Comparative studies of serum-free media and detection techniques for in vitro drug sensitivity assessment of Plasmodium falciparum


Malaria continues to be a devastating disease. In a previous study, we formulated a chemically defined culture medium that is able to sustain the complete intraerythrocytic growth of Plasmodium falciparum. We tested the feasibility of using the medium (CDRPMI) as well as human serum-free media enriched with commercially available human-serum substitutes (GFSRPMI and ALBRPMI) to assess the drug sensitivity of P. falciparum, using chloroquine diphosphate (CQ) and dihydroartemisinin (DHART) as conventional antimalarial drugs. Growth inhibition was measured by four different methods: flow cytometry with SYBR Green I (FCM), microscopy (Giemsa method), enzymatic estimation of parasite lactate dehydrogenase (pLDH), and histidine-rich protein 2 (HRPII) determination. In drug sensitivity tests on asynchronous parasites cultured for 96 h in the presence of drugs, the dose-response curves were similar and differences in the 50% growth inhibition concentrations for the drugs, which were estimated by the four methods, were not statistically significant for the three culture media. The effect of the drugs on the growth of synchronous parasites at the ring stage was also assessed in micro-volume tests by three different methods of FCM: tracking fluorescent erythrocytes, schizont test, and merozoite test. Dose-response curves for the drugs were similar, and differences in the 50% growth inhibition concentrations were not statistically significant for CDRPMI and GFSRPMI. Thus CDRPMI as well as GFSRPMI and ALBRPMI can be similarly useful media for drug sensitivity testing of P. falciparum. The FCM, pLDH and HRPII estimations were fast and reliable detection methods, with FCM allowing schizont and merozoite tests to be performed with shorter periods of culture.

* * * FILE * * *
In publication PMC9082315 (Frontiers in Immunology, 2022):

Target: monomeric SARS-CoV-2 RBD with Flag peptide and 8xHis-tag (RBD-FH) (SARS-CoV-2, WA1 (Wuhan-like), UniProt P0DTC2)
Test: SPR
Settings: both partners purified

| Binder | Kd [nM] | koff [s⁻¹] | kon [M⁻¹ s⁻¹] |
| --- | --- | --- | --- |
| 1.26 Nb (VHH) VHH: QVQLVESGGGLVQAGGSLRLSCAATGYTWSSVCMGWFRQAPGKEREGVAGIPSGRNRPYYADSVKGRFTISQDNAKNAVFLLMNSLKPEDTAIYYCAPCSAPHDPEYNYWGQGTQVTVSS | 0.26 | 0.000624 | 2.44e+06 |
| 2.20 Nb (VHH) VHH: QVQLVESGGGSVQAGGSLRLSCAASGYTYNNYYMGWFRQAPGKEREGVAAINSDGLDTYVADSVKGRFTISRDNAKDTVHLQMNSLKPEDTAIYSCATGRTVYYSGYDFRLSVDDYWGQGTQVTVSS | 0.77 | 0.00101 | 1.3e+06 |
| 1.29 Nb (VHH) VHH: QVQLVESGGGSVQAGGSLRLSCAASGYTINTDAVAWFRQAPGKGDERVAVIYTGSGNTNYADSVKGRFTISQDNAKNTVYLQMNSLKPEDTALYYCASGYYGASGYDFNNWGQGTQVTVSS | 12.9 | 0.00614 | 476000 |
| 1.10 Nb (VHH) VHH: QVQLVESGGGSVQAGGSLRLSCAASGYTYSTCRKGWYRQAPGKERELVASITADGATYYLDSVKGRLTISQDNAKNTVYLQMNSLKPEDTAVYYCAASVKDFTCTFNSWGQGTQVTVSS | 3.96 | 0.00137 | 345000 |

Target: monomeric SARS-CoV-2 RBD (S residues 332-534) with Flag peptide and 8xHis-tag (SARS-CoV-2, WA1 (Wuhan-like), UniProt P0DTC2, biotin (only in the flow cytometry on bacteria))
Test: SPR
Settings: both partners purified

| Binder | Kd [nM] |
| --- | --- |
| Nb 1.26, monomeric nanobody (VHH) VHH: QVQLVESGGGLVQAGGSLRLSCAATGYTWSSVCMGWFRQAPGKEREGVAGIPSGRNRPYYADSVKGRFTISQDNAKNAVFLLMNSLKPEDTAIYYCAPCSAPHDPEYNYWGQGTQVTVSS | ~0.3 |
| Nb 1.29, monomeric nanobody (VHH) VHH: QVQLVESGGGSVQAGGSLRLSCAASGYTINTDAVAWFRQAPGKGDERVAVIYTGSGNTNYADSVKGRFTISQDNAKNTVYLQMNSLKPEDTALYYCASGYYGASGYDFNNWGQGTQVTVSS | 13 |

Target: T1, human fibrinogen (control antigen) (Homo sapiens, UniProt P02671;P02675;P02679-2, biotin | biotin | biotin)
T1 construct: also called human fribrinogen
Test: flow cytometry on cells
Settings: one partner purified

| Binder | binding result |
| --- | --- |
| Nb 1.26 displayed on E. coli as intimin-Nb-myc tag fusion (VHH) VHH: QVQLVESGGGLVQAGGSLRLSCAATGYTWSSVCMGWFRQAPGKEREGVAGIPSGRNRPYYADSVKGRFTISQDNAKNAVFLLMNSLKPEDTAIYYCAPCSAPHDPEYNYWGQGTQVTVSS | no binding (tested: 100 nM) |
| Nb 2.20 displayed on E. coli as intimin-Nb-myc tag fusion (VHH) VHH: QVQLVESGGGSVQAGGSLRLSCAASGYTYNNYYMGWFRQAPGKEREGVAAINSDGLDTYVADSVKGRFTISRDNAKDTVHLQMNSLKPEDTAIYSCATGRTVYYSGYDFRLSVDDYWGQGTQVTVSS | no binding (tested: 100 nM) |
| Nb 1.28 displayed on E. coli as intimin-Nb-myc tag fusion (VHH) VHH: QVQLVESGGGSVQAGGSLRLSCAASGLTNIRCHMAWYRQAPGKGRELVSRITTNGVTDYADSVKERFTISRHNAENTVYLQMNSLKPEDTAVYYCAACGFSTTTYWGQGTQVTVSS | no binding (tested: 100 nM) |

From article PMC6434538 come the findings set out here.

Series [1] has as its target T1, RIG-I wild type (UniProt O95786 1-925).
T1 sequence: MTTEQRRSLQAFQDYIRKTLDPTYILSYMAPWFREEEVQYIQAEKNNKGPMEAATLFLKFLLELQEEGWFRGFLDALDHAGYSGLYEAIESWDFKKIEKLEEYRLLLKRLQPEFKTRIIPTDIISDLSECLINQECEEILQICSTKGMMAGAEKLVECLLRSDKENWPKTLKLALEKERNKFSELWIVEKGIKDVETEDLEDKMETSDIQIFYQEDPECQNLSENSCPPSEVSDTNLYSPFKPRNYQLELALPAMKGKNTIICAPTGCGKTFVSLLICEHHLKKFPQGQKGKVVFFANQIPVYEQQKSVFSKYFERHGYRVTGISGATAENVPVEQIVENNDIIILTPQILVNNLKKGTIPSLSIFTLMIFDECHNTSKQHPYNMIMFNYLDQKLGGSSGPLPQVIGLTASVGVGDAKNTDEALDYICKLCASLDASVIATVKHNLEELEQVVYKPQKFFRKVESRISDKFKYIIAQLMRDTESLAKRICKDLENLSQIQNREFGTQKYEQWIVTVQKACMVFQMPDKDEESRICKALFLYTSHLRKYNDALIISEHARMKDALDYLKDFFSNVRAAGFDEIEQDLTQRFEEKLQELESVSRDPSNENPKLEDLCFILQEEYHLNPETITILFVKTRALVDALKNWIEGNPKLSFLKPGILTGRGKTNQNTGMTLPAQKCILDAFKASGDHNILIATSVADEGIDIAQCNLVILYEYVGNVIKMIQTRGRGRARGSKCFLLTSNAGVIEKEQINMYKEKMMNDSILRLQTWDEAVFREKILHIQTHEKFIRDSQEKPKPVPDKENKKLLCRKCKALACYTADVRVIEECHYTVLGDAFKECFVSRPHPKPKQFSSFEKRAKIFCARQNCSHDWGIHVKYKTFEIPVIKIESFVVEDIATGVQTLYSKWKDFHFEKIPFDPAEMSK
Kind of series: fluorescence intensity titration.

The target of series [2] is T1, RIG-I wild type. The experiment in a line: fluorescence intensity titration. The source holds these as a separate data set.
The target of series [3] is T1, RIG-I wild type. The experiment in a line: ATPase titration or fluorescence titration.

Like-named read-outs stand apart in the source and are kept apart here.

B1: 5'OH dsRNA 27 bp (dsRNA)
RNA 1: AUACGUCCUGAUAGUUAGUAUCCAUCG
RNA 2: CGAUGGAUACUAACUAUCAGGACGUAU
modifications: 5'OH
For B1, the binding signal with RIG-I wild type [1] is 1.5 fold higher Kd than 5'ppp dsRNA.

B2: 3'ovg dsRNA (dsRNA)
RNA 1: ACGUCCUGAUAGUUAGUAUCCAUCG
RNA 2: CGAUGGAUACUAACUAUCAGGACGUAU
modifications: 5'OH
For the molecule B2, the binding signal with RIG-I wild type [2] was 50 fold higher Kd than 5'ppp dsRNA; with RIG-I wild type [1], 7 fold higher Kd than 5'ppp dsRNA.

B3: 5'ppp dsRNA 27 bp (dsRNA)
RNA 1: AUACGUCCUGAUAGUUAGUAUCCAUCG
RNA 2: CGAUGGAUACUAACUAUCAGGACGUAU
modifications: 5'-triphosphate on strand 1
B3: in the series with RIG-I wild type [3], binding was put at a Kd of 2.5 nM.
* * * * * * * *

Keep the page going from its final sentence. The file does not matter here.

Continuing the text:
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Kwansa-Bentum, B. , Izumiyama, S. , Kitamura, K. , Obata-Ninomiya, K. , Ohta, N. and Asahi, H. (2013) Comparative studies of serum-free media and detection techniques for in vitro drug sensitivity assessment of Plasmodium falciparum. Open Journal of Clinical Diagnostics, 3, 115-121. doi: 10.4236/ojcd.2013.33020.

Conflicts of Interest

The authors declare no conflicts of interest.


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